Aftereffects: How Japan Can Improve Its Earthquake, Tsunami Defenses

tsunami strikes japan
Tsunami strikes Japan's coast, March 11, 2011. (Image credit: NHK via AP)

Japan's buildings may have mostly survived the massive 8.9 magnitude earthquake that struck last Friday, but thousands of people died because of the deadly tsunami that followed and swept away entire coastal towns. Now the Japanese have the chance to rebuild even stronger defenses to safeguard the lives of its citizens, experts say.

The country has one of the most sophisticated earthquake and tsunami warning systems in the world, as well as seawalls, fortlike floodgates and some tsunami shelters. Yet the devastating loss of life suggests that not enough tsunami shelters existed to give people safe haven above the waves – and those that exist don't follow any one standard.

"There are so many kinds of tsunami shelters in Japan," said Harry Yeh, a civil engineer at Oregon State University in Corvallis. "There is no standard design at all for evacuation buildings. That's the reason we cannot follow [for U.S. building shelters]."

More disaster was prevented because of Japan's stringent building code that requires new buildings to hold up against collapse during maximum-event earthquakes. The country also has thousands of seismic-protective systems to protect important buildings such as hospitals, along with some apartment and office buildings.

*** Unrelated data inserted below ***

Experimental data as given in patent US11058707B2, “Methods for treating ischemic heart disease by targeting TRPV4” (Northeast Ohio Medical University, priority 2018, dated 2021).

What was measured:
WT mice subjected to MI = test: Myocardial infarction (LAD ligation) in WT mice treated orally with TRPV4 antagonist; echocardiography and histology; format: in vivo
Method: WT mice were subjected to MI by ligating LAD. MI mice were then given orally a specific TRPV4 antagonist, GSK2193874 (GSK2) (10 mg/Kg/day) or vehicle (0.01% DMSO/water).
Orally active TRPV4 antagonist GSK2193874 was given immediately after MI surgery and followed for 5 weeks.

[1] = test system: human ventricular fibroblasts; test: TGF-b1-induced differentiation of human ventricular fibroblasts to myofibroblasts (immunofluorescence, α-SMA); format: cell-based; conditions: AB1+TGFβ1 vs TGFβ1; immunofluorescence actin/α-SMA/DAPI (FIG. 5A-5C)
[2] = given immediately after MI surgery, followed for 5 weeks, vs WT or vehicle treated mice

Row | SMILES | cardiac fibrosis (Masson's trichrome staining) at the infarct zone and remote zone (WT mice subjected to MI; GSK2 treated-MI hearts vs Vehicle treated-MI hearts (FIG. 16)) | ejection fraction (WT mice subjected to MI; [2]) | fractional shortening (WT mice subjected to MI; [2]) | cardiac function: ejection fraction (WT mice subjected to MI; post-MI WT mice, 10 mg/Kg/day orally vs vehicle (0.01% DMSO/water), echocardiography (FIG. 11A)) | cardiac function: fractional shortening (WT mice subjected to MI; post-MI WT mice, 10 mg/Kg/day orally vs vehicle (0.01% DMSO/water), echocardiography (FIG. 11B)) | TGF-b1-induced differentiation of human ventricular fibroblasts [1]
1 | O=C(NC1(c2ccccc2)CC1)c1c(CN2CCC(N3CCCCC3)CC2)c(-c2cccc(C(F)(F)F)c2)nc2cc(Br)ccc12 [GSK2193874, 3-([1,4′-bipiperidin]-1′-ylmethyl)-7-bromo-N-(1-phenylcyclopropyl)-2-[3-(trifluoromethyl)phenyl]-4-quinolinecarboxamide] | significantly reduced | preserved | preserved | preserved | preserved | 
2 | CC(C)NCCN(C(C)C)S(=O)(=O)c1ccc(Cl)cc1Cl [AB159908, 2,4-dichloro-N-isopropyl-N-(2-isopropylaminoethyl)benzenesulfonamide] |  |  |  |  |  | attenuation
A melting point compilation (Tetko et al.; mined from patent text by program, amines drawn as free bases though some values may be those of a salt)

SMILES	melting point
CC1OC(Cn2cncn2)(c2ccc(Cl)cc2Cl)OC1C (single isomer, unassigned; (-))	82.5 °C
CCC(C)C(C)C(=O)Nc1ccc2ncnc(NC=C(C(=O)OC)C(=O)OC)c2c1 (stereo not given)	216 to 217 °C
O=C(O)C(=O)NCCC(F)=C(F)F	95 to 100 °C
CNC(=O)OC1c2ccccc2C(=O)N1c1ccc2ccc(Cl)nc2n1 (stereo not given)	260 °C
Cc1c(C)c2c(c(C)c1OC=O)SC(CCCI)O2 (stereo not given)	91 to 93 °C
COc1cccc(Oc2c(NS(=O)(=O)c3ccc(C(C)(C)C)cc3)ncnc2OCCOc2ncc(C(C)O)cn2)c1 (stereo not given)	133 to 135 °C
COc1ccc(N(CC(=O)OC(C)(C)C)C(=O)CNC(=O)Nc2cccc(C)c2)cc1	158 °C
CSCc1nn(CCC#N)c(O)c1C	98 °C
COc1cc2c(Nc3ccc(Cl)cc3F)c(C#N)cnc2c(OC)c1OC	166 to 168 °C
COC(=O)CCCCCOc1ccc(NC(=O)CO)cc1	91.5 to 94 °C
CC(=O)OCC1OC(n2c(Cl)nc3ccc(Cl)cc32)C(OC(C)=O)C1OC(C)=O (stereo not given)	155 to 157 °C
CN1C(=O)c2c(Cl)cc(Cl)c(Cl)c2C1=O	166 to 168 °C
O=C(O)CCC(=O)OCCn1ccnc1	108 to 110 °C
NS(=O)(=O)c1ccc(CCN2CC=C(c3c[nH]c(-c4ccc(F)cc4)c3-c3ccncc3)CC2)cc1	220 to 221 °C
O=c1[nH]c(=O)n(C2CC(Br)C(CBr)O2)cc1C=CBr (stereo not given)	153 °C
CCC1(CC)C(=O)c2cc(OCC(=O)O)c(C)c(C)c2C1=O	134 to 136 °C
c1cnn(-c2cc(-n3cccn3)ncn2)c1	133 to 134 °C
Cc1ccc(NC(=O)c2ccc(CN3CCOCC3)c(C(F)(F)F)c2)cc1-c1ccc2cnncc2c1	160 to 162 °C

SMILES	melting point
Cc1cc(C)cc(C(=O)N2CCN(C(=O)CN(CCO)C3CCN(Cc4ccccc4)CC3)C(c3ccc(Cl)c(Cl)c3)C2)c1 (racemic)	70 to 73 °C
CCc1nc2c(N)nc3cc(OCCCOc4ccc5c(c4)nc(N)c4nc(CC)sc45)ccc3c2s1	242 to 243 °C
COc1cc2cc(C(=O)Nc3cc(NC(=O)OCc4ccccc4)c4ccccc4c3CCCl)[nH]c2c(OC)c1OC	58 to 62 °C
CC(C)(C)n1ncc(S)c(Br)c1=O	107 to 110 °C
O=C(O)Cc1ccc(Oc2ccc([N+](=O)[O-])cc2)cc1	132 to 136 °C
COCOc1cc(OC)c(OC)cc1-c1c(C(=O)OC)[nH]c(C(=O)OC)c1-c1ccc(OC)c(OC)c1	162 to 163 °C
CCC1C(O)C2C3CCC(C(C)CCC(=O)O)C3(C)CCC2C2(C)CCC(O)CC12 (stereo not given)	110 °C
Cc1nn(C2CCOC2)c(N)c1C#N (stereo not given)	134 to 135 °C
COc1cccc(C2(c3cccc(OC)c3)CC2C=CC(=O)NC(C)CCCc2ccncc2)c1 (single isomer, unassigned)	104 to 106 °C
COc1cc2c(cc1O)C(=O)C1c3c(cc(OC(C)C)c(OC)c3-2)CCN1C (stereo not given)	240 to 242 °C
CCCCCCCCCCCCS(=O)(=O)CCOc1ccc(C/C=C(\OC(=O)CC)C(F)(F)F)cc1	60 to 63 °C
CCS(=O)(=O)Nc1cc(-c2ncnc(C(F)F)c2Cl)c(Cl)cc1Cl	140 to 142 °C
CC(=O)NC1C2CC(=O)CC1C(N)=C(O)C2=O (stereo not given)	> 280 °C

But many of the systems undergo less rigorous hazard analysis and testing compared to the systems in quake-prone California, according to Michael Constantinou, a civil engineer at the University of Buffalo in Buffalo, N.Y. Japanese systems are also designed for lower level earthquakes than their California counterparts, in part because of the choice of technology.

"Bridges in Japan are designed for higher earthquake hazards than the buildings next to them," Constantinou told InnovationNewsDaily. "This, in my opinion, is problematic."

Deadly lessons from the ocean

The main loss of life in Japan came from the tsunami spawned by the earthquake. Such tragedy occurred despite Japan having the best tsunami defenses in the world and a "very impressive" warning system, said Yeh at Oregon State University.

Yeh was watching a Japanese TV channel when he saw a tsunami warning pop up just five minutes after the earthquake. The first waves arrived 30 minutes after the earthquake, which left many coastal villagers without time to reach safety – if any higher ground or shelters existed nearby. Cities such as Tokyo fared better with their more extensive seawalls and floodgates.

Some Japanese tsunami shelters resemble towers, while others merely involve a platform sitting atop concrete pillars. But even that patchwork collection of shelters beats the total lack of tsunami shelters in the U.S.

Tsunami experts had previously scoffed at the idea of even building tsunami shelters – at least until the 2004 Indian Ocean Tsunami killed 230,000 people. That led to the realization that even educating people about fleeing the coast might not save their lives.